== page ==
Re: Yes, this is probably a stupid question but...

From: Jonathan Lewis <>
Date: Sun, 13 Apr 2008 22:52:30 +0100
Message-ID: <>

"Pat" <> wrote in message
> On Apr 13, 11:20 am, hpuxrac <> wrote:
>> On Apr 12, 5:55 pm, Pat <> wrote:
>> Another option to consider is looking at is using/creating a
>> materialized view to support the count query.
>> Going down the posts in the other part of this thread, if you force
>> the count query to use a hash join, this might help the queries that
>> return a high count ( 200k ) but could ( possibly severely ) impact
>> the queries that ( running now with a nested loop ) return a small
>> count.
> I'm going to show my ignorance here, but would a materialized view
> help if there's a lot of transactional volume on the table e.g. if
> there are, say, 500 or so updates per hour across that table? Wouldn't
> I need to refresh the view every few seconds to keep it current? Or is
> this the part I'm missing?

There is an option to "refresh on commit".

It's not a good idea to use it on a very busy table as the overheads are dramatic (a single row update resulted in about 45 statement executions on the commit the last time I tested it). However, at one update every 7 seconds, you may find that the overheads are acceptable.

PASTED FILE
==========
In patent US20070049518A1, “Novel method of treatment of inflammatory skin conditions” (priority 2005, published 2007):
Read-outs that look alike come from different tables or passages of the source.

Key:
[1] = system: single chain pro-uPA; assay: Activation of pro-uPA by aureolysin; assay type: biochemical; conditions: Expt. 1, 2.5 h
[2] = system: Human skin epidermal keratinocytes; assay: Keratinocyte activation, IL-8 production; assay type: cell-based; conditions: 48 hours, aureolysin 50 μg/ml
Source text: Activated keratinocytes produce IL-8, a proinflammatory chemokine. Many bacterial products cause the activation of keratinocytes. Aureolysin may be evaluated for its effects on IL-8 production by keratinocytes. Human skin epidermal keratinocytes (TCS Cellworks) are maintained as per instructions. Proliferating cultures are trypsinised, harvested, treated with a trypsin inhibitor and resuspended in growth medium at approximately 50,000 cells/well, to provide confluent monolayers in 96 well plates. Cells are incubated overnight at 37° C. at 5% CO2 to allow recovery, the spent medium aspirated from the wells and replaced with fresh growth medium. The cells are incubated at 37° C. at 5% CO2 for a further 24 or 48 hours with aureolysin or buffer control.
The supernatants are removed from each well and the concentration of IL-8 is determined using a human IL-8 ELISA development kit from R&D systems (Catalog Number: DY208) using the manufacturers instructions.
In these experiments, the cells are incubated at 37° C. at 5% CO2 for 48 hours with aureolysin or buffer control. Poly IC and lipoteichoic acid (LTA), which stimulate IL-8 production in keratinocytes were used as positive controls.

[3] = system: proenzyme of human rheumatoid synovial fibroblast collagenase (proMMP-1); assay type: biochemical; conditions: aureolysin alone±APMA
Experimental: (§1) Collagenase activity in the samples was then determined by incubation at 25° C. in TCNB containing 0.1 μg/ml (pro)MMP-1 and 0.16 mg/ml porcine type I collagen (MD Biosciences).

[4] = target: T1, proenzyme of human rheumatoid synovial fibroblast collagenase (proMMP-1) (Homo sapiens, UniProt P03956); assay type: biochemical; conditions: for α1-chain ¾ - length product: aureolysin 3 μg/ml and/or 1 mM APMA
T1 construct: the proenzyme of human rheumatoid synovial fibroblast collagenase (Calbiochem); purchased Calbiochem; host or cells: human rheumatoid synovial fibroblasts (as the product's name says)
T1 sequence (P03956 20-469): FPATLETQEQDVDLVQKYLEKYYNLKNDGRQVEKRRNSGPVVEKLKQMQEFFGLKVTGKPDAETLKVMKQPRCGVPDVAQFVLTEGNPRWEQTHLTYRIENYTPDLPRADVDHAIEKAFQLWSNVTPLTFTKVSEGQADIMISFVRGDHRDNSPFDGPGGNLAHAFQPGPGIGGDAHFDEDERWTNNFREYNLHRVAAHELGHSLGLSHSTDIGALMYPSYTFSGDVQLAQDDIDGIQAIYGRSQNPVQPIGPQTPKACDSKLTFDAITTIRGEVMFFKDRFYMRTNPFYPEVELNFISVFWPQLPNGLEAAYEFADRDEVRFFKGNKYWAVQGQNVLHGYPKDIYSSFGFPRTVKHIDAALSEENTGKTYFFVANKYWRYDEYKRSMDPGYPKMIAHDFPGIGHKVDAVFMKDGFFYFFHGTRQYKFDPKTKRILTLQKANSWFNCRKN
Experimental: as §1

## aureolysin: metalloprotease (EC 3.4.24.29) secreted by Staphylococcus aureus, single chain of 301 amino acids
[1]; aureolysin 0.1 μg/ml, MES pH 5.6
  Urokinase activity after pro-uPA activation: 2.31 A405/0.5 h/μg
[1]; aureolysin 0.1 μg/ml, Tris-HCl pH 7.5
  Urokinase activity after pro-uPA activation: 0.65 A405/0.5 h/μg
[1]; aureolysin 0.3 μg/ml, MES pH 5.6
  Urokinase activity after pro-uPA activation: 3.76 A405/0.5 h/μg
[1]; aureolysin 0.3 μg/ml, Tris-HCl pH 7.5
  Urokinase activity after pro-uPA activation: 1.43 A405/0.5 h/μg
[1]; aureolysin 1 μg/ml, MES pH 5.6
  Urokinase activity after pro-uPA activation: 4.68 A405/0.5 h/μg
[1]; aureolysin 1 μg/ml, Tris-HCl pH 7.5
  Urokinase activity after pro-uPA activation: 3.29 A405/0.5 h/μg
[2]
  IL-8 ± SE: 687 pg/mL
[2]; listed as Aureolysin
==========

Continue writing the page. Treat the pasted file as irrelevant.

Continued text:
There are a couple of oddities with read-consistency, though.

Check what happens if you update the table, then (from the same session) run the query BEFORE committing. Your version of the query has to go to the base tables to see your update rather than using the materialized view -
and you may then be caught in a trap where other users start sharing the cursor that visited the base tables rather than the view. Unless you have very good control over how the updates and queries synchronise, you could get caught in the trap of randomly changing performance.

A completely different thought - this may be a case where you want to get literal values into your query and build histograms to support the query. You had 150,000 out of 180,000 rows with status 'active'. If you create a histogram on the column, and use literals in your SQL you may find that the optimizer uses the 'damage-limiting' hash join on the worst case, and the nested loop on the other cases. The cost of the extra optimisation stages may be insignificant compared to the benefit of doing the right thing every time.


Jonathan Lewis

Author: Cost Based Oracle: Fundamentals

The Co-operative Oracle Users' FAQ
Received on Sun Apr 13 2008 - 16:52:30 CDT

Original text of this message